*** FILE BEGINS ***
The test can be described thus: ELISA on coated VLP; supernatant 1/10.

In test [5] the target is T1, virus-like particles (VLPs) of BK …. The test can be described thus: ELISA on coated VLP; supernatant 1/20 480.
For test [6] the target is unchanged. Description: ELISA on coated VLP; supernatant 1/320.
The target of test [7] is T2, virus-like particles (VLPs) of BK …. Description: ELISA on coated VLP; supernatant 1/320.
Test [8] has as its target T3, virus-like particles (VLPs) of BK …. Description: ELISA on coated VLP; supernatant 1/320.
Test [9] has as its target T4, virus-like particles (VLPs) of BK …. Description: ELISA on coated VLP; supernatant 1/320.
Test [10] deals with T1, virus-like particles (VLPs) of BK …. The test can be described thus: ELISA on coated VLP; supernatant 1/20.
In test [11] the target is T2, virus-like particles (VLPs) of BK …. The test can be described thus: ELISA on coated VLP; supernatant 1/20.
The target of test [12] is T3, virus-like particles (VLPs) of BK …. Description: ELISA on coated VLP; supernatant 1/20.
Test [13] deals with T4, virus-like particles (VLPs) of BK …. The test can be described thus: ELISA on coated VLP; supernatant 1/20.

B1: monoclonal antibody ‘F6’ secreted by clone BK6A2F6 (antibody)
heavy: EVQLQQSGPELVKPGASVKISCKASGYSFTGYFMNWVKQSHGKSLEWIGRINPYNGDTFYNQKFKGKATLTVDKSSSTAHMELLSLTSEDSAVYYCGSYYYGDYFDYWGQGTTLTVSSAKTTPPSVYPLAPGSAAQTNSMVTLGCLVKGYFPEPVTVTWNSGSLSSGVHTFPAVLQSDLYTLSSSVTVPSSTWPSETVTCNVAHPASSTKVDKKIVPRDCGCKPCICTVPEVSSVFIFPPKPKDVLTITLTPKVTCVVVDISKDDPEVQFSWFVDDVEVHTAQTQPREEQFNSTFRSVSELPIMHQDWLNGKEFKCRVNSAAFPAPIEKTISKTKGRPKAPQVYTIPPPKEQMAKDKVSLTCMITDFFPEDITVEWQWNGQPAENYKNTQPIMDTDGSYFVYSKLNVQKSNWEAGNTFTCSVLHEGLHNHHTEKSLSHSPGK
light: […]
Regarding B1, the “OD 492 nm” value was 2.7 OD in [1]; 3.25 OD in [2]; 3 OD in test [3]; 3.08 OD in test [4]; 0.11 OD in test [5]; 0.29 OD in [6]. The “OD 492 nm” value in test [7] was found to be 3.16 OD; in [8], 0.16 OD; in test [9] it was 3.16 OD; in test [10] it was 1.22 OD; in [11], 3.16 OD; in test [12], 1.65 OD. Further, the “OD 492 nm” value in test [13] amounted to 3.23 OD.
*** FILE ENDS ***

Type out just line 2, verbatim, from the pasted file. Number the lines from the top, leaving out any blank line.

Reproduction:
In test [5] the target is T1, virus-like particles (VLPs) of BK …. The test can be described thus: ELISA on coated VLP; supernatant 1/20 480.